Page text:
McPixel [Review]

Some days you just can't get rid of a bomb, but trying to never gets boring in McPixel

“Go hit that elephant with that cow.”

This was one of the things my girlfriend suggested while I was playing through Sos Sosowski’s McPixel. It’s a bizarre game, but not all that far off of the point-and-click adventures that it parodies. If you’ve played many games from this genre you know how obtuse the logic can be, and McPixel gleefully uses it to create a series of fun, frantic challenges. Even if you haven’t played any point-and-click games before, the game’s goofy sense of humor and absurd puzzle solutions will have you saying “Just one more round.” well into the night.

McPixel works like most point-and-click adventures, but it makes itself fun by trimming away all the fat. There’s no item inventory, no side areas, and no dialogue. Instead, it is divided up into a single screen with a few items you can interact with. You’re given twenty seconds to figure out what you should click on or if you should use certain items on certain things. You’ll rarely use more than five seconds on these puzzles, as you only get one shot at each of them before having to move onto the next one. Kicking the yeti in the crotch didn’t work, so you’re off to the Eiffel Tower to figure out what to do with that guy with the dynamite under his hat.

The solutions are rarely what you expect, in one way or another. For a lot of the stages, I found that I’d have to use an item in a way that I wasn’t expecting. In one area, I had to put an item into a specific garbage can, and in doing so lured the guy with the bomb into burying himself inside of it. It sounds like it’s trying to be wacky on purpose, so when I settled on picking the most goofy solution I could think of in a given area, I found that something as simple as throwing the bomb away worked. The game is pretty good at keeping you on your toes, as the answer to each of its puzzles is buried in trial and error.


If you’re rolling your eyes, thinking back to hours spent using items on a dragon in Shadowgate, you have nothing to worry about. Most of the fun in McPixel comes from screwing up, as Sosowski’s deranged mind has come up with a bunch of silly ways for things to go wrong. At one point I was on a boat with a man, woman, and a fishing rod. Unsure what to do, I started fishing, and ended up reeling in a giggling old man holding a stick of dynamite. At another point, I grabbed a boombox and jumped into a pool, electrocuting myself. It all sounds stupid and juvenile on paper, but it all works really well in the strange world the game creates. It’s got a South Park vibe to it, so if you’re into that kind of humor, the game will tickle you.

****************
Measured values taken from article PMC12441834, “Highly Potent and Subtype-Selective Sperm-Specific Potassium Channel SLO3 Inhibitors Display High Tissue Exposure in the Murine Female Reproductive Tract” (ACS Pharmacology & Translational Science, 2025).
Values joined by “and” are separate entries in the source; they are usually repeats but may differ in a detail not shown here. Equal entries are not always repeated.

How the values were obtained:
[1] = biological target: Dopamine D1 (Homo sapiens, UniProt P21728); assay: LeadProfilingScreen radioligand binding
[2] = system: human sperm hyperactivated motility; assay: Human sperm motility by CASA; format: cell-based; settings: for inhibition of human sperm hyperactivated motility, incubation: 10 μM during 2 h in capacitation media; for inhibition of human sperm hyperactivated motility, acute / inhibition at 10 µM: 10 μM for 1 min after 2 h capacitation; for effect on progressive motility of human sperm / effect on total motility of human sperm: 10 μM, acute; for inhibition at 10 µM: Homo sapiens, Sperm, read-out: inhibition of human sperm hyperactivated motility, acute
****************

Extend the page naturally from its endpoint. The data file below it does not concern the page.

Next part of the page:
Failures also work toward your total completion of the area, too, so you do need them. The game only considers a round totally complete once you’ve seen each of its screw-up conditions, so you’re encouraged to go back and see everything that could go wrong. When each round is totally complete in a chapter, you’re treated with a bonus round that gives you a few extra screens. The bonus areas are all built around famous movies, cartoons, and games, and are easily the best levels in the game. Given that it’s really entertaining to see every solution and screw-up for every puzzle and that you’re rewarded for doing everything, it’s really hard to stop playing it.

Whether you’re laughing or shaking your head, you’ll have to admit that you really don’t know what’s going to happen when you click on something or where you’ll go next, which keeps the game interesting the whole time. I ended up playing several rounds until two in the morning when I was passing-out exhausted three hours before that. I just wanted to know what sort of weird situation I would be in during the next screen, and what the screwy solution would be for the puzzle. The game moves from place to place with no set rules. You could be in a graveyard fiddling with a voodoo doll and then move to a Buddhist temple a few seconds later. The game keeps you on your toes the whole time, never giving any one thing the remotest chance of getting stale.